The construction industry has taken a major step forward with Laing O’Rourke, the UK’s largest privately-owned construction company, announcing that it will only use low carbon concrete for all new projects.
The change takes place with immediate effect, resulting in a significant reduction in the company’s scope 3 carbon emissions – that is the embodied carbon in purchased materials – equalling a carbon reduction of 28% compared to its concrete usage last year, a saving of 14.4 million kgCO2e.
It’s certainly encouraging to see such a major player in our industry fully embrace a change that couldn’t be timelier. The Global Alliance for Buildings and Construction (GlobalABC) recently reported that the climate performance of the sector and the 2050 decarbonisation pathway is widening. However, with the built environment generating 39% of annual global CO2 emissions, of course the industry needs to play a bigger role in mitigating them.
Clearly, relying on designing and building developments that boast lower operational carbon – the energy needed to heat, cool and power them, which currently accounts for 28% of the estimated 40% of CO2 emissions emitted by the industry – isn’t the full answer.
Embodied carbon contributes 11% of the industry’s CO2 emissions – a smaller percentage than operational, but one just as vital to tackle if we, as an industry, are to achieve our sustainability goals. That’s because once it is locked into a completed building, it can never be recaptured.
Architects and developers use Life Cycle Assessments (LCAs) that help to measure the embodied and operational environmental impacts of a project – from procurement, construction, operation and end-of-life – all to internationally accepted standards. They also allow project planners and designers to compare alternative materials and understand and evaluate which products and parts of the building have the most and least impact. Importantly, LCAs offer major stakeholders a legitimate way to substantiate their environmental claims using credible data.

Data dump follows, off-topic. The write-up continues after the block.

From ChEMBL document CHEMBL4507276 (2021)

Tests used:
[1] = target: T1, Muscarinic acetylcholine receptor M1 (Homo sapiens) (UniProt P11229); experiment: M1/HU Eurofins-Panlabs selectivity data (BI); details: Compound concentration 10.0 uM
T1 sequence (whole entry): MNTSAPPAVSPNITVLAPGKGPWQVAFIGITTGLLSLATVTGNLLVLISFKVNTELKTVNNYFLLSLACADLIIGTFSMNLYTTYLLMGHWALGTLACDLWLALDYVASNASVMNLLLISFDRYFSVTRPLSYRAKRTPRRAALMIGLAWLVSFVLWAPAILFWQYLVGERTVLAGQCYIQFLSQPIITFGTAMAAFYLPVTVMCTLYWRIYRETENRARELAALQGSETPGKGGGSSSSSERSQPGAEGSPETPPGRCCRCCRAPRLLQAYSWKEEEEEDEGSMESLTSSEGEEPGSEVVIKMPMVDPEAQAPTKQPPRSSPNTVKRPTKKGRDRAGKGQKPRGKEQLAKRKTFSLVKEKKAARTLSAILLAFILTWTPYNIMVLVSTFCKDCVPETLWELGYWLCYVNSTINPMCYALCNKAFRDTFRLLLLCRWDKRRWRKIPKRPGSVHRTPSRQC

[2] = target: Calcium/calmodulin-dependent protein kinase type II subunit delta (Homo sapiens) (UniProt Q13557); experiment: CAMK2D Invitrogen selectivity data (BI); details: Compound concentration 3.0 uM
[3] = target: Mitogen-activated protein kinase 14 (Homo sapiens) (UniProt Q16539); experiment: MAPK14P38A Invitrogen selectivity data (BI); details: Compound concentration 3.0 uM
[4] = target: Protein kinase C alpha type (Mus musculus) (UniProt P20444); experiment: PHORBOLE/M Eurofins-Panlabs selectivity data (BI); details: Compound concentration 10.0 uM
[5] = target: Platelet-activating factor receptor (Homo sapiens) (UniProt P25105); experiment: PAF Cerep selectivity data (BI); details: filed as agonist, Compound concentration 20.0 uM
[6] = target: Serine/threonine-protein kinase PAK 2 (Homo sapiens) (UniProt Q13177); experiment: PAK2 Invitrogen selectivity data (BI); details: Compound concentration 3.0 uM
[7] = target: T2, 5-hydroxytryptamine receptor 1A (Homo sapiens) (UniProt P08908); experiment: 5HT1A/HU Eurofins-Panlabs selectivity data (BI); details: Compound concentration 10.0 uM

Dura Products has long been a trailblazer when it comes to green construction – in addition to being predominantly created out of recycled plastic content, the products also require little energy use during transportation and installation thanks to their lightweight composition. They also provide the option to recycle again, as each unit can be reused, recycled or remade.
Their environmental credentials were further underlined in September 2021, when we updated our first PAS2050 study and released our LCAs. Our flagship product, Durakerb, achieved a carbon footprint of 5.95kg of CO2 per 914mm unit.
However, I stress that LCAs cannot account for the environmental savings gained from using building materials fabricated from waste products that would have otherwise gone into landfill: Durakerb is manufactured from 88% recycled material – from margarine tubs and used packaging, to post agricultural polymers and recycled car parts.
The material composition of a solution itself is something too often overlooked, yet sustainable materials for infrastructure, such as drainage and kerb systems, could unlock the key for contractors looking to reduce the quantity of embodied carbon for clients – and future-proofing projects to ensure they comply with the increasing number of environmental prerequisites.
I very much hope that with a construction company of Laing O’Rourke’s size making such a significant environmentally-positive move, this could be a catalyst for the whole industry to embrace more sustainable building products, and to take the extra steps and changes needed to embrace a more sustainable future.